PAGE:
How Do You Get Started with Prescriptive Analytics?
- Identify the problem that needs to be solved: Create a first use case, ideally one that isn’t extremely complicated and has a good chance of early success.
- Secure executive support: Confirm that the organization is ready to sponsor and support a proof-of-concept case, particularly in terms of contacting a vendor, redeploying people, and generating a budget.
- Choose the correct technology: Decide how the model will be prepared, who will conduct the task, and which technology will be used. Engage a provider or hire a data scientist if you’re going to build the model from the ground up.
- Evaluate the project’s scope: Determine who will be engaged, if a limited model will suffice, or whether a large-scale project will require the participation and commitment of numerous business users.
- Create a vision: Decide what you want to accomplish.
- Form a group: Form a group that includes a sponsor, project leader, and directing committee.
- Project design: Establish model needs and fine-tune the project’s scope.
- Build and validate the model: Create a model that depicts the issue, populate it with known data, then validate it to ensure it appropriately describes known outcomes.
- Get your data ready: Make a list of all the data you’ll need and alter it as needed so the model can read and use it.
- User interface: Set up an interface that allows users to enter data, run scenarios and interrogate results.
- Test the model: Comprehensively test the model to ensure it works as required and that all bugs are ironed out.
- Implementation and rollout: Start using the model.
What Is Data Analytics?
Organizations can use data analytics to evaluate all of their data to find patterns and create insights that can be used to inform and, in certain cases, automate choices, closing the gap between intelligence and action. From access to data, formulation, and analysis to implementing analytics and monitoring results, today’s top technologies cover the end-to-end analytical process.
Data analytics enables businesses and cultures to digitally transform, becoming more inventive and forward-thinking in their decision-making. Companies can develop tailored consumer experiences, generate connected digital goods, optimize processes, and increase staff productivity by altering the paradigm beyond data and connecting insights with action.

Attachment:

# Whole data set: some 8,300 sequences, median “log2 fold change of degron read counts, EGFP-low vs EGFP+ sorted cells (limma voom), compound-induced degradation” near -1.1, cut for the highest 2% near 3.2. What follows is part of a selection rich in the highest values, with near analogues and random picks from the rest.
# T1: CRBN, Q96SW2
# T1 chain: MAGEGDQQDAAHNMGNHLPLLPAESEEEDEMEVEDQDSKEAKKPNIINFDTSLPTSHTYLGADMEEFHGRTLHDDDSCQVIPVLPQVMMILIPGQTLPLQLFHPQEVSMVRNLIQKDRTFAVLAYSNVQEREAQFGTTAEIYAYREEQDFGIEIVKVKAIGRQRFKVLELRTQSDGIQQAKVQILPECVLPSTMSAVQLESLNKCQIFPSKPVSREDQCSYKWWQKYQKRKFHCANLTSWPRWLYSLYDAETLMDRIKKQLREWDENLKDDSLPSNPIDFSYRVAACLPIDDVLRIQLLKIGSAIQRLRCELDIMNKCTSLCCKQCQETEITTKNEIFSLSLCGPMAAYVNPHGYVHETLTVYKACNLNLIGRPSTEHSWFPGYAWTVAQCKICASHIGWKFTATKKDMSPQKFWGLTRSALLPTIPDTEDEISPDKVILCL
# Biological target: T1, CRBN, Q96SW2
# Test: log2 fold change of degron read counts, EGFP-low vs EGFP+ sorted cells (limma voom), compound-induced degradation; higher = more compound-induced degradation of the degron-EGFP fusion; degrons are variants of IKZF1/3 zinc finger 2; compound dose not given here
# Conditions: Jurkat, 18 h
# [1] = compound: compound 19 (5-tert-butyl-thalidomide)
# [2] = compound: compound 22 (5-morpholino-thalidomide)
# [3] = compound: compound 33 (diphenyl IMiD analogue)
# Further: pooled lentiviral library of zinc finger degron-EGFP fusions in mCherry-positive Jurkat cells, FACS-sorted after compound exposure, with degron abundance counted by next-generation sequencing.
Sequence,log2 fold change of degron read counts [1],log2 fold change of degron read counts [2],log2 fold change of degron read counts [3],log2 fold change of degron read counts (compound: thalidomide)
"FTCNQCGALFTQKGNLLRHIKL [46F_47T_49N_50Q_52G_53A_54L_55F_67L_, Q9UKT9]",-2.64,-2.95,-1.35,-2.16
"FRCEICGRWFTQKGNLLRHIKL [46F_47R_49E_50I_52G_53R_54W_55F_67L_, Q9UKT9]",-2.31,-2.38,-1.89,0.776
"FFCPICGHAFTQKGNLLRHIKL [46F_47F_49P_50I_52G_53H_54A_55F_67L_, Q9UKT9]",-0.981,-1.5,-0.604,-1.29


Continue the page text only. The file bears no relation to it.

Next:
Organizations use collaborative data analytics to enable everyone from data engineers and data scientists to developers and business analysts, as well as industry professionals and business executives, to contribute to business success. Collaborative data analytics empowers internal and external stakeholders to interact and collaborate.
Data analytics moves businesses forward by infusing algorithms throughout the organization to optimize important business moments like a customer entering your store, a piece of equipment about to malfunction, or other occurrences that could mean the difference between winning and losing business. Data analytics can aid in the prediction and management of disruptions, the optimization of routes, proactive customer service, smart cross-sell offers, the prediction of approaching equipment failure, real-time inventory management, pricing optimization, and fraud prevention.
What is self-service data preparation?
Self-service data preparation is the next big thing in data transformation, it’s important to know how it fits into the workplace. Self-service reporting gives business users immediate access to the data analysis source, which is comprised of customized components selected by the end-user. This easy accessibility, along with the fact that there are few to no training requirements, eliminates the middleman, resulting in a remarkably efficient business process. Not only that, but self-service analytics enables you to get the most out of your data, platform, or application, as well as your cycle time.
How can data analytics improve business decisions?
Data analytics can help businesses make better decisions and reduce financial losses. Predictive analytics can forecast what will happen as a result of business changes, while prescriptive analytics can recommend how the business should respond to these changes.
For example, a company can simulate changes in price or product offerings to see how these affect client demand. A/B testing of product offerings can be used to validate the hypotheses generated by these models. Businesses can use data analytics tools to evaluate the effectiveness of the modifications and visualize the results to help decision-makers decide whether to roll the modifications out across the firm after gathering sales data on the altered items.
What Is Data Analytics in Business?
1. Make the customer’s experience unique.
Customers’ data is collected through a variety of channels, including physical retail, e-commerce, and social media. Businesses can get insights into customer behavior by utilizing data analytics to assemble complete customer profiles from this data, allowing them to give a more personalized experience.
Take, for example, a retail apparel store with both an online and physical presence. The business might combine sales data with information from its social media pages to build targeted social media campaigns to drive e-commerce sales in product categories where customers are already interested.
Behavioral analytics models can be run on client data to improve the customer experience even more. For example, a company could use e-commerce transaction data to construct a predictive model to identify which products to promote at checkout in order to boost sales.
2. Make operations more efficient.